WASHINGTON – Ekhlas Ahmed is a high school teacher in Portland, Maine, coping with the new reality of virtual classrooms. She is also a former Sudanese refugee and is one of many people working on the frontlines in the fight against the COVID-19 pandemic.
The 28-year-old has been shopping for groceries for her neighbors, hosting monthly calls to communicate critical information about the pandemic to community members, and offering a space for others to share their pandemic experiences.
“I dedicated my life to being a community organizer. I do whatever it takes to make my community better,” Ahmed said, “We have a monthly conference call for people who are dealing with mental health or just want to talk.”
Ahmed also observes World Refugee Day, calling it a “humbling day.”
“It takes me back and I’m sure it takes many individuals back to how far they have come. … If we want to define the word resilience, we should look more into the refugee stories,” Ahmed said.
Refugee advocates and activists are in fact hoping for a “unique” day of observances on World Refugee Day. Between virtual concerts, online panels, film festivals, and cooking shows, observances will move forward on June 20.
This year’s theme, “Every Action Counts”, highlights the contributions of refugees and asylum seekers as essential workers, leaders and neighbors during the pandemic.
Joung-ah Ghedini-Williams, head of global communications for the U.N. Refugee Agency (UNHCR), said many refugees have become an essential part of the fight against COVID-19.
“We have lots of cases of refugees who are doing their part, either as essential workers, cleaning hospitals, providing support and care to vulnerable people like elderly or immunodeficient people or taking them their groceries, taking them their meals, checking in on them regularly,” Ghedini-Williams told VOA.
Ahmed said World Refugee Day is also a wake-up call to remember those who have been left behind.
“It’s a day of celebration. It’s a day of reflection. And it’s a day to remember that there’s always a light at the end of the tunnel,” she said.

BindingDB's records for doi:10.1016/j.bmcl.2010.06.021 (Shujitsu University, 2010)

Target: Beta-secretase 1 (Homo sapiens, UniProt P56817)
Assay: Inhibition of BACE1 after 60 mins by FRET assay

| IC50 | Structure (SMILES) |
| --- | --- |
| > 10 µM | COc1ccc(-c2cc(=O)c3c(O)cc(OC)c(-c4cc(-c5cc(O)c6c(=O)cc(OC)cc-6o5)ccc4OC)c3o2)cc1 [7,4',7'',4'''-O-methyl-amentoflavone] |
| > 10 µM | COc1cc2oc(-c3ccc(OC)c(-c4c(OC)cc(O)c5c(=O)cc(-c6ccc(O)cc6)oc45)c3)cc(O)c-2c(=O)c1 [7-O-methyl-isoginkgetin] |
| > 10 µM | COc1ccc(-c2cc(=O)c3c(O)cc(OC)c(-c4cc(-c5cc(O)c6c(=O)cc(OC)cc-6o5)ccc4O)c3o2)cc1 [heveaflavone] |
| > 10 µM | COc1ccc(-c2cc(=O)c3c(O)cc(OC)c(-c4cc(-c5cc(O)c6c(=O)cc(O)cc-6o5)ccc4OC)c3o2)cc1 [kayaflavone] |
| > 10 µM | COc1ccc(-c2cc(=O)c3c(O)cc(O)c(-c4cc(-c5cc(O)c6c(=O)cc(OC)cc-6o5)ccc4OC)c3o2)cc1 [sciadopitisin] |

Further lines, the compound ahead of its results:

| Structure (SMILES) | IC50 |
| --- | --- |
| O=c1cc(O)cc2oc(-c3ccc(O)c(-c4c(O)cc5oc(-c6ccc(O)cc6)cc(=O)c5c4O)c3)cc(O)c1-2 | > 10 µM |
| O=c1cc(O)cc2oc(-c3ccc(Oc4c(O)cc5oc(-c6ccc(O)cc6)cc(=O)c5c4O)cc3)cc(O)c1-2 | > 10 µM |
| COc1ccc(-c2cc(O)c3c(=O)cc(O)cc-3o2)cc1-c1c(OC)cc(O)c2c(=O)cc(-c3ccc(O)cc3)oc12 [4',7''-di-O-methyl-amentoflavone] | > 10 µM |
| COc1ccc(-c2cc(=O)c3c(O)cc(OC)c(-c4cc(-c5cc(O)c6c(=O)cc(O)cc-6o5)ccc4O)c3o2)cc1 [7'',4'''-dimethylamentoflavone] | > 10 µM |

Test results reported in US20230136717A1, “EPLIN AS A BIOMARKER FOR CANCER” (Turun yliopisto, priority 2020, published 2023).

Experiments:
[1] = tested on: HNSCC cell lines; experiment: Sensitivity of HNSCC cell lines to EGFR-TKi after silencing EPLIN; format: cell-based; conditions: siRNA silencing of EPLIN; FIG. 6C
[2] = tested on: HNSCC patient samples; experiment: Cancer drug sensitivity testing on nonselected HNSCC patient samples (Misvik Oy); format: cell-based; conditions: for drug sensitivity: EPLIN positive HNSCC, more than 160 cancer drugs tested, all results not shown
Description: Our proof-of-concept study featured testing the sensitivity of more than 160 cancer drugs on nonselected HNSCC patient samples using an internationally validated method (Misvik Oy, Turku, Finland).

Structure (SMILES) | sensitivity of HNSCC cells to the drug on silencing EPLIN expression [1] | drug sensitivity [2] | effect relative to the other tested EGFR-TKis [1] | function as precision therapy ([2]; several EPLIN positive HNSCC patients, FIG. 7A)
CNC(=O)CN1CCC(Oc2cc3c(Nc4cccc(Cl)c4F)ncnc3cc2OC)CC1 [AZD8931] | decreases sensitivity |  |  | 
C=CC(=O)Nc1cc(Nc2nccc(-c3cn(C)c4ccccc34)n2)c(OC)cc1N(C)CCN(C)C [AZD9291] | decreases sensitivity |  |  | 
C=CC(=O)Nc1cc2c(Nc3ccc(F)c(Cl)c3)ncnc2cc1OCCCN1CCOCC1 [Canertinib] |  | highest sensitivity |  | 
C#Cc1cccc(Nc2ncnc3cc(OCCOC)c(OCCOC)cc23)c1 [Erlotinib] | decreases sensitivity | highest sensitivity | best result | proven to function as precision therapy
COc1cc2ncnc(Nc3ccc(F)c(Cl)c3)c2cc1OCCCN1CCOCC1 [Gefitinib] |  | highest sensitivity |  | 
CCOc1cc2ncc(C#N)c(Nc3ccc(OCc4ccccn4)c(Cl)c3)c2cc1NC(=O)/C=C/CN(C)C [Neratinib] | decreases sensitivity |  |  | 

The U.N. refugee agency reports nearly 71 million people around the world have been forcibly displaced — a record.
World Refugee Day has been observed since 2001 by a resolution of the U.N. General Assembly that affirms solidarity with those displaced from their homes by persecution, famine or war.
Ahmed still remembers the day her family left Darfur, Sudan, but it was not until she became older that she understood why they left in “such a rush.”
The year was 2003 and a war erupted between the Sudanese government and rebel groups. Hundreds of thousands of people died, villages were burnt, and the response by the government–to deploy its national armed forces and mobilize local militia– created unprecedented levels of violence.
At the time, Ahmed was in fifth grade. She enjoyed school, friends and spending time with her siblings. The violence in Sudan had not touched her immediate family until one day when her parents said the family had to leave. They sold everything and went to Cairo, Egypt.
“We didn’t experience the war itself, but we have lost more than half of our family members, due to this genocide in Darfur,” she said.
Her family rented a small place and the family applied for refugee status. For about three years, Ahmed said they lived in limbo not knowing where they would end up.
“You know, it was three years … and it was kind of a very lonely time,” she told VOA.
Then her family got the call.
“It was really early in the morning. … And my mom answered the phone, but she was very quiet like she didn’t say anything. … This one was the final call when they said, ‘you are going to the United States,’ and my brothers just left the house running around the neighborhood from such excitement,” she said.
More than a decade after Ahmed and her family moved to the U.S., her father started a company in Maine, her brothers have jobs that are helping the community, and she returned to her high school to teach English as a second language.
US refugee program
According to the U.S. Department of State, the United States is expected to resettle 18,000 refugees in fiscal year 2020 as well as process more than 350,000 individuals in new asylum claims.
But in fiscal year 2019, the country accepted 30,000 refugees. More than half of refugees from Oct. 1, 2018 to Sept. 30, 2019 came from African nations, with the Democratic Republic of Congo accounting for nearly 13,000 of those admitted.
In March, UNHCR and the International Organization for Migration (IOM) suspended refugee resettlement flight departures as a result of concerns related to the ongoing COVID-19 crisis–a temporary measure expected to stay in place only for as long as it remains essential.
Christopher Boian, a UNHCR spokesperson, said the U.S. has had for a long time a robust refugee program, which includes refugees and asylum seekers.
“It’s undergoing some changes these days and we’re all aware of those, but in general, the United States is very important in the ability of my organization, UNHCR, to do the work that we do in refugee situations really around the world,” Boian said.
But Boian said governments around the world need to do more.
“We’re constantly advocating for governments and for all people really to be aware of this situation,” he said. “To look it in the eye and to step up responses, and to find responses that are adequate to the challenge at hand today.”
Source: Voice of America